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The Poverty of Prophecy

Why Prophets should not be believed

I am sure you are familiar with Vermeer's famous portrait, Girl with a Pearl Earing. Now, please imagine I have equipped you with easel, primed canvas, palette, brushes and paint. Do you think you would be able to create a better portrait? I'm not talking about imagining a portrait of a more beautiful girl. I'm talking about producing a better painting. My guess is that you could not. Unless you're astonishingly gifted, your technique is almost certainly not up to the job.

OK, now, a slightly different test. Within the limits of your own technique, what do you think would be easier - to paint, from imagination, a beautiful face or an ugly one? I'm prepared to bet you'd find ugly much easier. Misshapen, discoloured, blotchy, scarred, one-eyed, broken teeth, dewslapped and goitred - there's not a nine-year-old on the planet who can't draw ugly in spadefuls. Beauty, that's harder.

One last test before we get into prophecy. Close your eyes and imagine the most facially attractive person in the World. Your ideal of beauty. (Male or female according to taste!) Now, try to imagine someone more attractive by far. What? You can't do it? Don't worry. Neither can anyone else. Yet if such a person appeared, or you travelled to a far country and met him/her, it would be instant recognition and your standard of beauty would be forever changed. (What s/he would think of you in return is not my concern!)

What did these three thought experiments tell us?

Applying this to prophecy, what comes across strongly is that any clown can be a prophet of doom. It takes very little skill or imagination to paint a bleak future. You don't need inventive imagination. You simply destroy, inflict and smite. And we know this to be true. Prophets of doom are three a penny. There's one in every bar in town.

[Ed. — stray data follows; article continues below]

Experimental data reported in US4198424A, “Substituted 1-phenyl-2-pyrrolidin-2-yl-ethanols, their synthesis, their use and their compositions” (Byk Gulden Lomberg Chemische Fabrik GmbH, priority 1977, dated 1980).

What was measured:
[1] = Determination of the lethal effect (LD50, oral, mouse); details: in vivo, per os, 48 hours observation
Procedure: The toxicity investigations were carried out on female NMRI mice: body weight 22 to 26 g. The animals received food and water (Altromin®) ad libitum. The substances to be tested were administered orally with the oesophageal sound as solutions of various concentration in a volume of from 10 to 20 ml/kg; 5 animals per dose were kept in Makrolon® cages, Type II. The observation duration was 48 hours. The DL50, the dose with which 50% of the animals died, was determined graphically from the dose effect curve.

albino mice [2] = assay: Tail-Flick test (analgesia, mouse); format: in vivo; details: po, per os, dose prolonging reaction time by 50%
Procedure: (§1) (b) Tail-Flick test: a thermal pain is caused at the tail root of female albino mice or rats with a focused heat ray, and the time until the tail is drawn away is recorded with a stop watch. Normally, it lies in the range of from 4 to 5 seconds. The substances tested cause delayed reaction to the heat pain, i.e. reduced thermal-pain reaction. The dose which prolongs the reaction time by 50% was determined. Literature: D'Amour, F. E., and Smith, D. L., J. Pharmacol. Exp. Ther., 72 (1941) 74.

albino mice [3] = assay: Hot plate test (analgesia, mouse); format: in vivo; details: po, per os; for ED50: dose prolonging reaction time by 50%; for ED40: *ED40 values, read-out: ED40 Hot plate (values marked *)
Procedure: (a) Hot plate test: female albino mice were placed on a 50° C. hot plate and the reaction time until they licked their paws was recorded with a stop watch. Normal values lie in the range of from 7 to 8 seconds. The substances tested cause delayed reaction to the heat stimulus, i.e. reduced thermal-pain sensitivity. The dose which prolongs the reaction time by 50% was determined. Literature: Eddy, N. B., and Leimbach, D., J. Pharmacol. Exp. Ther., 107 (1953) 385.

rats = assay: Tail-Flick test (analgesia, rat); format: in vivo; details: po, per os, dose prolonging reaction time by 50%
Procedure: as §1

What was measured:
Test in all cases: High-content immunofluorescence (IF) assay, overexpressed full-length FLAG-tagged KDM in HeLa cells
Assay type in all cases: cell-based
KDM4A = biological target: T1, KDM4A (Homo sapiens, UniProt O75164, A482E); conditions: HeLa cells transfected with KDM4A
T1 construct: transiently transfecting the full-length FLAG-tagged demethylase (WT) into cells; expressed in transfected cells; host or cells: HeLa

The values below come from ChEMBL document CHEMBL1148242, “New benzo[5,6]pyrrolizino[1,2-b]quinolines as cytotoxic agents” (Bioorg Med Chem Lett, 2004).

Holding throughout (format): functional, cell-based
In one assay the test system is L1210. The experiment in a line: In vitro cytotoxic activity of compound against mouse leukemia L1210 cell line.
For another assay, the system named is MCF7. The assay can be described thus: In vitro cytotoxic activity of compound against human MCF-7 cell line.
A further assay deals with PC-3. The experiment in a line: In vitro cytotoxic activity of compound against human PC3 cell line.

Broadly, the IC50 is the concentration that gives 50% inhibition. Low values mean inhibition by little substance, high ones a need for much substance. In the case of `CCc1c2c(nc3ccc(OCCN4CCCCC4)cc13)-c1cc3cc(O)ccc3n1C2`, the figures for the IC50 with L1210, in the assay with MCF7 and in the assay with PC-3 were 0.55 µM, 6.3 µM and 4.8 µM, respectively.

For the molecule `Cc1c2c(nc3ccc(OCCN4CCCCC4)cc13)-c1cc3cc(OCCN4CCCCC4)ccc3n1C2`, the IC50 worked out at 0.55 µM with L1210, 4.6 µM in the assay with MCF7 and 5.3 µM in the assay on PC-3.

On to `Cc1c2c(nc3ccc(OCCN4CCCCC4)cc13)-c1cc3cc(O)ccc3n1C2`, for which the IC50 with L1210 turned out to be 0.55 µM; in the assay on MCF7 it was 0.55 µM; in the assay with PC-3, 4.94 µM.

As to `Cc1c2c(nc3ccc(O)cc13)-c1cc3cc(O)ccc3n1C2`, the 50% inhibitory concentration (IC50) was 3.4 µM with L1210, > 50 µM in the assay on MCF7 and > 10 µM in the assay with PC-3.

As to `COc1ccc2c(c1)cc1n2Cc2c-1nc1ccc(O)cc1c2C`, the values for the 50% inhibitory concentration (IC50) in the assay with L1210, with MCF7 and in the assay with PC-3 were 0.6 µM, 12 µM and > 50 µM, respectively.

The Bible, especially the Old Testament, is full of such prophets. But to be fair to them, for the most part, they were not trying to foretell future events. They were more interested in forestalling them. They wanted to be wrong, not right. Their contention was: Israel (and it was usually Israel!) if you carry on doing what you're doing, you're heading for trouble. Their aim was to frighten people into obedience, and they did this by predicting plagues, wars, famines. And this is pretty safe, because plagues, wars and famines are cyclical and about as hard to predict as the next new moon. Especially if you don't have to be too specific with dates.

The New Testament tended to give that sort of prophecy a rest, for a time at least, because they had no need of it. The writers knew that the second coming of their Lord, and the end of all their troubles, would happen within their own lifetime. They just had to wait and not be caught sinning at the wrong moment. The second coming didn't happen of course, but hey... In a way it's a pity it didn't, because if it had, we'd have been spared the subsequent ramblings of a bitter, angry and demented old man, in a book which has spread more misery round the World than all the combined prophecies of the OT, namely the Book of Revelation.

Now I know that Revelation is important to many people, but looking at it as prophecy we'd have to say it's pretty second rate stuff. The imagery is all retrospectively derived. There is lots of exaggeration and juxtaposition, but actually no true invention in the whole book. So, we have lots of gold, whores, trumpets, horses, clouds, thrones, beasts with horns, scrolls, kings, plagues. But nothing new. Jesus even has a sword coming from his mouth. Why? Because swords were still the last word in hi-tech weaponry (and a slingshot would have looked wimpy). The book is devoid of creative imagination. Its apologists insist that the descriptions are symbolic and must be interpreted correctly. But by whom? By the apologists themselves of course, who can't even agree with each other. Well, there's a surprise.